Fewer Teens Begin Smoking, SAMHSA Study Finds
The number of teenagers who take up smoking has dropped by one-third over the past two years, according to a survey conducted by the federal Substance Abuse and Mental Health Services Administration, the AP/Los Angeles Times reports. In 1999, the most recent year for which figures are available, the number of youths aged 12 to 17 who began smoking each day was 2,145, down from a "record high" of more than 3,000 in 1997 (AP/Los Angeles Times, 10/5). The 2000 National Household Survey on Drug Abuse interviewed more than 71,000 teenagers aged 12 and older as a representative sample of the U.S. population of that age. Among its findings:
- About 65.5 million teenagers used tobacco products in 2000. Of that number, about 55.7 million smoked cigarettes, 10.7 million smoked cigars, 7.6 million used smokeless tobacco and 2.1 million smoked pipes.
- The teenage smoking rate declined from 14.9% in 1999 to 13.4% in 2000. Teenage girls had a smoking rate of 14.1%, compared to 12.8% of boys.
- About 33% of teenage smokers said they purchased cigarettes in stores where a clerk handles tobacco products. Additionally, 65.2% reported that friends or relatives purchased cigarettes for them once in the past month.
HHS Secretary Tommy Thompson said the decline in teenage smoking "reflects years of public and private sector antitobacco efforts and will pay off in terms of millions of lives spared from the ravages of cigarette smoking" (HHS release, 10/4). The decline in teenage smoking is linked to a "hike" in cigarette prices and a "cultural shift" away from tobacco use, experts said. Average cigarette prices rose from $1.85 a pack in 1997 to $2.92 a pack at the end of 1999. The AP/Times reports that the price increases were linked to restrictions on tobacco advertising and marketing and the 1998 national settlement, in which the industry agreed to pay $246 billion to settle state lawsuits over the cost of treating sick smokers. During the same time period, states started antismoking campaigns and restaurants were banning smoking. Dr. Joseph Autry III, acting administrator of SAMHSA, said, "What you're seeing is sort of a cultural swing here and the kids pick up on it."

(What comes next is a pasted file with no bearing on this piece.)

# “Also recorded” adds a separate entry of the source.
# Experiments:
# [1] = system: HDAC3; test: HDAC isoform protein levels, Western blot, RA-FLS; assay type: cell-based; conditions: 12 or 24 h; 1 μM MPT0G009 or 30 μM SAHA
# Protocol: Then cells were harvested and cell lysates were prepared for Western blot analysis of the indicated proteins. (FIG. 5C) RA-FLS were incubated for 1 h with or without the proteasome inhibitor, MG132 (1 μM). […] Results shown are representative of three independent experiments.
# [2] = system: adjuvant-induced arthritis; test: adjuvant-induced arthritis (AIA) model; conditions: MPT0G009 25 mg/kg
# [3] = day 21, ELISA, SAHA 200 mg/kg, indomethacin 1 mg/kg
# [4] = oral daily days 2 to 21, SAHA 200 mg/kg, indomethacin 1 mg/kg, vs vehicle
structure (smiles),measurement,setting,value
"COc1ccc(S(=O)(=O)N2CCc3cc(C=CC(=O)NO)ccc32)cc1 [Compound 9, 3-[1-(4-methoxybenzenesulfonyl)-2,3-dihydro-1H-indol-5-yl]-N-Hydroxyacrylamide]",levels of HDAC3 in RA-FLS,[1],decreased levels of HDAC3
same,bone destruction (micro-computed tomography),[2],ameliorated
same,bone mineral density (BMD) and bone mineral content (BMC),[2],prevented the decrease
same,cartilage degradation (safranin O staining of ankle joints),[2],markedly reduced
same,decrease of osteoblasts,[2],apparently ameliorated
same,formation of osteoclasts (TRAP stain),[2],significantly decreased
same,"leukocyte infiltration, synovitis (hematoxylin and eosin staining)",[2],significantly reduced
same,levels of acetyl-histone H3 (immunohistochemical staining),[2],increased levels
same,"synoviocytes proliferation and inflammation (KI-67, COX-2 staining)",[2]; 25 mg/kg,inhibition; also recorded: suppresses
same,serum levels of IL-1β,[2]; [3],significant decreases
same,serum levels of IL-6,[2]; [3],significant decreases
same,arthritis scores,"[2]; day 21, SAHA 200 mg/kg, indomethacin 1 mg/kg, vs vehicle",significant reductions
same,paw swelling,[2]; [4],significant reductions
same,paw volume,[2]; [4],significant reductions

The survey also found that drug and alcohol use "held steady" in 2000 (AP/Los Angeles Times, 10/5). In 2000, 9.7% of teenagers reported having used an illicit drug, compared to 9.8% in 1999. In the 2000 survey, among teenagers aged 12 to 20, 27.5% reported drinking alcohol in the past month. Of those, 18.7% -- 6.6 million -- reported binge drinking. The study found that those enrolled full-time in college were more likely to drink than those not in school (HHS release, 10/4). The study's findings are available online at http://www.samhsa.gov/statistics/statistics.html